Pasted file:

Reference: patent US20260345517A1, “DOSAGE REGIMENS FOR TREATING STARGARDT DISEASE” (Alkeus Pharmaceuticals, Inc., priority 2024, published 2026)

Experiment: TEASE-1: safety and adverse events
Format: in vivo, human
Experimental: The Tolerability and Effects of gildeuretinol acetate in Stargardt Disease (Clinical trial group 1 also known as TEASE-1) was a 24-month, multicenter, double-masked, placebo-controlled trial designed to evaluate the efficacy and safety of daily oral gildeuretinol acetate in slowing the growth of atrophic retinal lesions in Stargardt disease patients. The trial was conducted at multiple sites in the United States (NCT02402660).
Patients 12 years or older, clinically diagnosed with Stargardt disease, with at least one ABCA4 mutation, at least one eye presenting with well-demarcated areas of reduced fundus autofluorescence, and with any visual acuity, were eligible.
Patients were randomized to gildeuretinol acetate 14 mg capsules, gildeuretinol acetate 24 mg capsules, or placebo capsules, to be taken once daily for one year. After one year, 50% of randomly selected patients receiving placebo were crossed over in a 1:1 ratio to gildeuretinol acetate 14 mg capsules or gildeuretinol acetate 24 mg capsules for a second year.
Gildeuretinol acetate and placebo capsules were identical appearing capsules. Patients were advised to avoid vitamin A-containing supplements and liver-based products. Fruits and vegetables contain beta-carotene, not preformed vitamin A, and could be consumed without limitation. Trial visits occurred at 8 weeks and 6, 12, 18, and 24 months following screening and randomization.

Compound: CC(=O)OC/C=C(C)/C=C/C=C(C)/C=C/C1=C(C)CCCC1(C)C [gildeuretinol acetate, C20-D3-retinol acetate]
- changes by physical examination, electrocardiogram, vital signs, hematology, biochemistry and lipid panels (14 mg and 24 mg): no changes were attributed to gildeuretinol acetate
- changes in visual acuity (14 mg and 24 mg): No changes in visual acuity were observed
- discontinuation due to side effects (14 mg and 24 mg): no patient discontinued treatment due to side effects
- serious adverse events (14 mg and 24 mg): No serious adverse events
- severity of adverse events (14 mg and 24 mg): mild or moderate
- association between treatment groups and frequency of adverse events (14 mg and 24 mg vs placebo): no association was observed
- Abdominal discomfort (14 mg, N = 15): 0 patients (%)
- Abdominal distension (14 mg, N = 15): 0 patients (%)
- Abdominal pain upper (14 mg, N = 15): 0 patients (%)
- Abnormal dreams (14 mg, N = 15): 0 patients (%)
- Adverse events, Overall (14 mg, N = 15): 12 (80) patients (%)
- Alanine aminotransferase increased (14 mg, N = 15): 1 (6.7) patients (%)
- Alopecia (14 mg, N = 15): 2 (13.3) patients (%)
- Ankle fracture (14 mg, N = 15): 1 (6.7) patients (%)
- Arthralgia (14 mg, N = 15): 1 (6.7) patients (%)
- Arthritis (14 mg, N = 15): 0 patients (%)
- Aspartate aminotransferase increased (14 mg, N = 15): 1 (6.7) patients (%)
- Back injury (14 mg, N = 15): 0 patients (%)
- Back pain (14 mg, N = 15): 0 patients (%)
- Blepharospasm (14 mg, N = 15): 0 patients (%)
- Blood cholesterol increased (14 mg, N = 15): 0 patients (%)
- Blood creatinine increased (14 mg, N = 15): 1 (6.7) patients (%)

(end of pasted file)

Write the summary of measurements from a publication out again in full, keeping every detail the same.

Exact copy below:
Reference: patent US20260345517A1, “DOSAGE REGIMENS FOR TREATING STARGARDT DISEASE” (Alkeus Pharmaceuticals, Inc., priority 2024, published 2026)

Experiment: TEASE-1: safety and adverse events
Format: in vivo, human
Experimental: The Tolerability and Effects of gildeuretinol acetate in Stargardt Disease (Clinical trial group 1 also known as TEASE-1) was a 24-month, multicenter, double-masked, placebo-controlled trial designed to evaluate the efficacy and safety of daily oral gildeuretinol acetate in slowing the growth of atrophic retinal lesions in Stargardt disease patients. The trial was conducted at multiple sites in the United States (NCT02402660).
Patients 12 years or older, clinically diagnosed with Stargardt disease, with at least one ABCA4 mutation, at least one eye presenting with well-demarcated areas of reduced fundus autofluorescence, and with any visual acuity, were eligible.
Patients were randomized to gildeuretinol acetate 14 mg capsules, gildeuretinol acetate 24 mg capsules, or placebo capsules, to be taken once daily for one year. After one year, 50% of randomly selected patients receiving placebo were crossed over in a 1:1 ratio to gildeuretinol acetate 14 mg capsules or gildeuretinol acetate 24 mg capsules for a second year.
Gildeuretinol acetate and placebo capsules were identical appearing capsules. Patients were advised to avoid vitamin A-containing supplements and liver-based products. Fruits and vegetables contain beta-carotene, not preformed vitamin A, and could be consumed without limitation. Trial visits occurred at 8 weeks and 6, 12, 18, and 24 months following screening and randomization.

Compound: CC(=O)OC/C=C(C)/C=C/C=C(C)/C=C/C1=C(C)CCCC1(C)C [gildeuretinol acetate, C20-D3-retinol acetate]
- changes by physical examination, electrocardiogram, vital signs, hematology, biochemistry and lipid panels (14 mg and 24 mg): no changes were attributed to gildeuretinol acetate
- changes in visual acuity (14 mg and 24 mg): No changes in visual acuity were observed
- discontinuation due to side effects (14 mg and 24 mg): no patient discontinued treatment due to side effects
- serious adverse events (14 mg and 24 mg): No serious adverse events
- severity of adverse events (14 mg and 24 mg): mild or moderate
- association between treatment groups and frequency of adverse events (14 mg and 24 mg vs placebo): no association was observed
- Abdominal discomfort (14 mg, N = 15): 0 patients (%)
- Abdominal distension (14 mg, N = 15): 0 patients (%)
- Abdominal pain upper (14 mg, N = 15): 0 patients (%)
- Abnormal dreams (14 mg, N = 15): 0 patients (%)
- Adverse events, Overall (14 mg, N = 15): 12 (80) patients (%)
- Alanine aminotransferase increased (14 mg, N = 15): 1 (6.7) patients (%)
- Alopecia (14 mg, N = 15): 2 (13.3) patients (%)
- Ankle fracture (14 mg, N = 15): 1 (6.7) patients (%)
- Arthralgia (14 mg, N = 15): 1 (6.7) patients (%)
- Arthritis (14 mg, N = 15): 0 patients (%)
- Aspartate aminotransferase increased (14 mg, N = 15): 1 (6.7) patients (%)
- Back injury (14 mg, N = 15): 0 patients (%)
- Back pain (14 mg, N = 15): 0 patients (%)
- Blepharospasm (14 mg, N = 15): 0 patients (%)
- Blood cholesterol increased (14 mg, N = 15): 0 patients (%)
- Blood creatinine increased (14 mg, N = 15): 1 (6.7) patients (%)